Humor Magazine

Now with More Room in the Garbage Bag

By Pearl
I stink of onions.
One washes, as one does, but if you make enough sandwiches, the smell gets in your pores, into the very whorls and striations of the hands.
Clark’s Submarine Sandwiches:  a brown polyester uniform with an elastic waistband and a free sandwich every time you worked.
Plus:  onion stank. 
A gal could do worse.
Brandi was in her late 20s, maybe even 30 years old, an impossibly old woman in my 17-year-old estimation.  A simple woman with a good work ethic and the ability to spin a broom like a color guard with a coke habit, Brandi worked all the hours she could get.
We are in the back, late on a Thursday night. 
I am slicing my way through a 20-pound bag of onions.  Wheeesh.   Wheeesh.  Wheeesh.  I’ve been working the mandolin slicer for a while now; and despite holding a piece of bread in my mouth, my eyes are burning, tears running down my face.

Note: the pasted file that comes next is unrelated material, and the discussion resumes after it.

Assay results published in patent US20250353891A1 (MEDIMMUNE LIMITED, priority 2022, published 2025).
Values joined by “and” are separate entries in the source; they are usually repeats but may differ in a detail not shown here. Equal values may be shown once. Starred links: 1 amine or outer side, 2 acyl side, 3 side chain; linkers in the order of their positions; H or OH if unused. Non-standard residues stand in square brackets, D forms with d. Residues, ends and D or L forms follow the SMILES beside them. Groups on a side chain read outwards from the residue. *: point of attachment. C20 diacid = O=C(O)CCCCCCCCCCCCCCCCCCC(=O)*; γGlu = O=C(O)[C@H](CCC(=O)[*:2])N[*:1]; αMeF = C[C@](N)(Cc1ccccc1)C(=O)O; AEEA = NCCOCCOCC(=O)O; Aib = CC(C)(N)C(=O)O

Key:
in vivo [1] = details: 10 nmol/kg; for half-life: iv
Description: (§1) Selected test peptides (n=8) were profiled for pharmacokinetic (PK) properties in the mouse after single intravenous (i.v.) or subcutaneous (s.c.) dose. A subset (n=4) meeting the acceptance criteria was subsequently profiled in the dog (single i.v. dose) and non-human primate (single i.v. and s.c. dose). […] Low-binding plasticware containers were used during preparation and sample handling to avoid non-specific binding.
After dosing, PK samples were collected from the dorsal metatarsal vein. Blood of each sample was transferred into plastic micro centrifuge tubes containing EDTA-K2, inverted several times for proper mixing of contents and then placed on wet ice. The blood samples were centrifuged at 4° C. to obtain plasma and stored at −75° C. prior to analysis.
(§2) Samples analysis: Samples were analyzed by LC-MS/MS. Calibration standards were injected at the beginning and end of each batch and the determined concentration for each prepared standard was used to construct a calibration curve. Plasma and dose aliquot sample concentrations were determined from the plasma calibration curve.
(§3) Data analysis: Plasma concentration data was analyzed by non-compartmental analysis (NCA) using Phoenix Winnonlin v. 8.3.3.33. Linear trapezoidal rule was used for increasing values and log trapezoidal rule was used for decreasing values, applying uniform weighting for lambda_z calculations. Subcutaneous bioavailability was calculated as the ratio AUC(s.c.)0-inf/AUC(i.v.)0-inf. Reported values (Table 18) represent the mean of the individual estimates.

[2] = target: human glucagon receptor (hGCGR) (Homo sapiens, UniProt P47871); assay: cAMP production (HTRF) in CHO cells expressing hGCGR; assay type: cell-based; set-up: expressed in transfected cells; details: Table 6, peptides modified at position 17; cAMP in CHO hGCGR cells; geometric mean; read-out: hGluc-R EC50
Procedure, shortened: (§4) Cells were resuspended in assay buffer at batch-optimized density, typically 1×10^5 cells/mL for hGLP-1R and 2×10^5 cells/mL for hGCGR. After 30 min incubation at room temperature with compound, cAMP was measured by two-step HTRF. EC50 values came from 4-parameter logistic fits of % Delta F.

Brandi grins at me.  “You got any other jobs?”
I stick my tongue out, show her the bread.
“Oh, yeah,” she says.  “Anyway,” she says, “I got other jobs.”
Wheeesh.  Wheeesh.  Wheesh. 
I raise my eyebrows at her.
“Oh, over at the Kutz and Kurlz,” she says.  “I been there for a while now, sweepin’ up hair, folding towels.”
I purse my lips, nod sympathetically.  I don’t feel much like talking, what with the onion fumes and all.
My other job is bussing tables at a nearby Mexican restaurant.
Brandi pulls the garbage bag out of the 20-gallon can.  Full of rusty lettuce, onion ends and tomato butts, it’s a heavy, wet mess.
“Hey,” she says.  “I know a trick for getting more garbage into a garbage bag.”
Wheeesh.  Wheeesh.  Wheesh. 
I raise my eyebrows again.
“You spray it,” she says, nodding.  “You spray it down with water and then it gets heavier and sinks to the bottom.”
She smiles.  “Yep,” she says.  “Learned that over at the Kutz and Kurlz.”
I smile, show her the piece of bread again, and she laughs. 
Wheeesh.  Wheeesh.  Wheesh. 

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